Dem introduces bill to create federal cybersecurity apprenticeship program

Dem introduces bill to create federal cybersecurity apprenticeship program
© Greg Nash

Rep. Jacky RosenJacklyn (Jacky) Sheryl RosenThe Hill's Coronavirus Report: Mnuchin sees 'strong likelihood' of another relief package; Warner says some businesses 'may not come back' at The Hill's Advancing America's Economy summit The Hill's Coronavirus Report: CDC Director Redfield responds to Navarro criticism; Mnuchin and Powell brief Senate panel Hillicon Valley: Experts raise security concerns about online voting | Musk finds supporter in Trump | Officials warn that Chinese hackers targeting COVID-19 research groups MORE (D-Nev.) on Thursday unveiled legislation to create a Department of Labor grant program for apprenticeships in cybersecurity.

The bipartisan bill, known as the “Cyber Ready Workforce Act,” would establish grants to help create, implement and expand registered apprenticeship programs for cybersecurity.

Under the bill, the programs would be required to offer certain cybersecurity certifications and help connect participants with local businesses or other entities for apprenticeships in hopes to boost the number of qualified workers for federal cyber jobs.

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“The demand for talent in cybersecurity is sky-high, and we’re putting ourselves at risk if we don’t address this shortage in our workforce,” Rosen said in a statement Thursday. “I’m committed to ensuring that businesses and government have the skilled people and critical tools they need to enhance our nation’s cybersecurity infrastructure, help industry thrive, and strengthen our national security.”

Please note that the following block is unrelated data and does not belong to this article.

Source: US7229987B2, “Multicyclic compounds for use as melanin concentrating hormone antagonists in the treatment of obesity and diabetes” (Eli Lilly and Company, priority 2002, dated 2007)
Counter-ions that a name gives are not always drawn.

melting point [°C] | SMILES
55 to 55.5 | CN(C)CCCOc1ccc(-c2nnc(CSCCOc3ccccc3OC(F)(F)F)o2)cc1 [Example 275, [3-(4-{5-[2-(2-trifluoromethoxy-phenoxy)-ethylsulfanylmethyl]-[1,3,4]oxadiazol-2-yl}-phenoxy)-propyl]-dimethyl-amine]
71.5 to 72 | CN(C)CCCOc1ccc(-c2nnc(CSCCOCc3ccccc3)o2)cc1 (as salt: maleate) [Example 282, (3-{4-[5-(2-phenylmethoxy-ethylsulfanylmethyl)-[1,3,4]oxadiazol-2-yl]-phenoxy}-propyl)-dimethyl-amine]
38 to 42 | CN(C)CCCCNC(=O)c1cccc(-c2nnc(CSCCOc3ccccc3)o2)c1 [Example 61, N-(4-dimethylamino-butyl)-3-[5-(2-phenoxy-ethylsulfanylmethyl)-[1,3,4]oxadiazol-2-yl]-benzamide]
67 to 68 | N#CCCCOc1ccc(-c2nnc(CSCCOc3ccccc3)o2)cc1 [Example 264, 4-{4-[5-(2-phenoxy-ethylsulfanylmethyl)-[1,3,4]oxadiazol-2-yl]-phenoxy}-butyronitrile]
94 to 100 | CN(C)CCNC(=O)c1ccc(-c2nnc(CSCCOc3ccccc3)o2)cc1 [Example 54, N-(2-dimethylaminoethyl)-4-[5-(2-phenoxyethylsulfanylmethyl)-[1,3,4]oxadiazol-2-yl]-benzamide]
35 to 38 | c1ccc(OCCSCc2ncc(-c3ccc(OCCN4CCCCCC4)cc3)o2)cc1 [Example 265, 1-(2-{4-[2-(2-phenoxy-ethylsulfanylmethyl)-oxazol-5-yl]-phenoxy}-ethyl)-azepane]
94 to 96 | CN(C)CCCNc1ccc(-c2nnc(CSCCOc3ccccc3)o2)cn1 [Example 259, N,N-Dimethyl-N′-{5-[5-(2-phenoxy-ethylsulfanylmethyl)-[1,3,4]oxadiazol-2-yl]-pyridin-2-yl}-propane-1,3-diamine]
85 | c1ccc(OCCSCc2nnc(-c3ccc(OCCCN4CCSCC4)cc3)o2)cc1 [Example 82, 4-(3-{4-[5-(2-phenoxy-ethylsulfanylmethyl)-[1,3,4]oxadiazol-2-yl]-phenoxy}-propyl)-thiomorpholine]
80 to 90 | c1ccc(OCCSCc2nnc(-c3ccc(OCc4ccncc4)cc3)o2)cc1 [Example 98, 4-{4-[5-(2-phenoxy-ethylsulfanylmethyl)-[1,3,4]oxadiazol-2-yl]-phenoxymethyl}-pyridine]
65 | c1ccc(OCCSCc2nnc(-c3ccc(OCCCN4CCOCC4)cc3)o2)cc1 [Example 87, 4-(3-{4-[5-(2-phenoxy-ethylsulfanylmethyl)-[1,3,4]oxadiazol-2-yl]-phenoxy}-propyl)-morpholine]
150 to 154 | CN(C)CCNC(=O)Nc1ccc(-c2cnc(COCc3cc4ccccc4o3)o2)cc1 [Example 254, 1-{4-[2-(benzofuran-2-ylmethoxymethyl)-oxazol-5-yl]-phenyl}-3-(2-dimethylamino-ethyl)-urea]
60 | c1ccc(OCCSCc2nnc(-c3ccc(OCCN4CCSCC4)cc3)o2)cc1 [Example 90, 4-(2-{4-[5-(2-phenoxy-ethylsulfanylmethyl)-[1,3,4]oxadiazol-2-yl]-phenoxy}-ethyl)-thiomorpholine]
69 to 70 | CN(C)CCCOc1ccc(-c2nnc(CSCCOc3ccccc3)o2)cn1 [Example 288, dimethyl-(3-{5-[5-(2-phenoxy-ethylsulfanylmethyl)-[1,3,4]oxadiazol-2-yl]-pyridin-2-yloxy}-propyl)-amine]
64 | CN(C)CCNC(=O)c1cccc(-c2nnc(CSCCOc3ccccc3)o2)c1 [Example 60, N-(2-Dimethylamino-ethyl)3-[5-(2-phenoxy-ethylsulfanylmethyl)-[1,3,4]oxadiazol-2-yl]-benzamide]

Reps. Seth MoultonSeth MoultonEx-CBO director calls for more than trillion in coronavirus stimulus spending Overnight Defense: Trump's move to use military in US sparks backlash | Defense officials take heat | Air Force head calls Floyd's death 'a national tragedy' Democrats blast Trump's use of military against protests MORE (D-Mass.), Elise StefanikElise Marie StefanikBipartisan House bill seeks to improve pandemic preparedness The Hill's Coronavirus Report: Mastercard CEO Ajay Banga says supporting small business single most important thing we should do now; Teva's Brendan O'Grady says U.S. should stockpile strategic reserve in drugs like Strategic Oil Reserve House GOP to launch China probes beyond COVID-19 MORE (R-N.Y.) and Dan Donovan (R-N.Y.) have all signed on as cosponsors to the legislation.

Cyber officials and experts have pointed to lack of qualified workers as a major detriment for cybersecurity. The bill cites the federally funded jobs heat map CyberSeek, which found that there are currently more than 300,000 open jobs in the cybersecurity field.

The proposed grant program is based on Nevada’s own cybersecurity apprenticeship program, the first in the country, according to a release from Rosen’s office.

Other lawmakers have also backed efforts to address the talent gap in cybersecurity: Rep. Will HurdWilliam Ballard HurdScaled-back Pride Month poses challenges for fundraising, outreach The Hill's Morning Report - Protesters' defiance met with calls to listen GOP Rep. Will Hurd marches with protesters in Houston MORE (R-Texas) has sought to create a “cyber national guard” to help recruit qualified workers.